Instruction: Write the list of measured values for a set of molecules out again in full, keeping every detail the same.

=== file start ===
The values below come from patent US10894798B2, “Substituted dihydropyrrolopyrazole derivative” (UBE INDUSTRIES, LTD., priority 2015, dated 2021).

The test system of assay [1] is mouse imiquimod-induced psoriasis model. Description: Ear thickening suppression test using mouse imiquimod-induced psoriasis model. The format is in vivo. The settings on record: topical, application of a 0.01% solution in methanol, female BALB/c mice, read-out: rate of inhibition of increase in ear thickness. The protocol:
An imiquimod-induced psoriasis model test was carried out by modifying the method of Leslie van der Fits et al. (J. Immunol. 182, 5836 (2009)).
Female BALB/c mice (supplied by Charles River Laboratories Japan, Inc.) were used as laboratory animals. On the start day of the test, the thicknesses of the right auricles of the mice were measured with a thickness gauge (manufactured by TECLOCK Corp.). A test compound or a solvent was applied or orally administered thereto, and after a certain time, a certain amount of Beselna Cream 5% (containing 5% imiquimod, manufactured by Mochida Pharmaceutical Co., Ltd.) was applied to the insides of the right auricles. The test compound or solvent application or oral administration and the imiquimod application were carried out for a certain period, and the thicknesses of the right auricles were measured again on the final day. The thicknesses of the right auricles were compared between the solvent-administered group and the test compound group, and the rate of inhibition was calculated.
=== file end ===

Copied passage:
The values below come from patent US10894798B2, “Substituted dihydropyrrolopyrazole derivative” (UBE INDUSTRIES, LTD., priority 2015, dated 2021).

The test system of assay [1] is mouse imiquimod-induced psoriasis model. Description: Ear thickening suppression test using mouse imiquimod-induced psoriasis model. The format is in vivo. The settings on record: topical, application of a 0.01% solution in methanol, female BALB/c mice, read-out: rate of inhibition of increase in ear thickness. The protocol:
An imiquimod-induced psoriasis model test was carried out by modifying the method of Leslie van der Fits et al. (J. Immunol. 182, 5836 (2009)).
Female BALB/c mice (supplied by Charles River Laboratories Japan, Inc.) were used as laboratory animals. On the start day of the test, the thicknesses of the right auricles of the mice were measured with a thickness gauge (manufactured by TECLOCK Corp.). A test compound or a solvent was applied or orally administered thereto, and after a certain time, a certain amount of Beselna Cream 5% (containing 5% imiquimod, manufactured by Mochida Pharmaceutical Co., Ltd.) was applied to the insides of the right auricles. The test compound or solvent application or oral administration and the imiquimod application were carried out for a certain period, and the thicknesses of the right auricles were measured again on the final day. The thicknesses of the right auricles were compared between the solvent-administered group and the test compound group, and the rate of inhibition was calculated.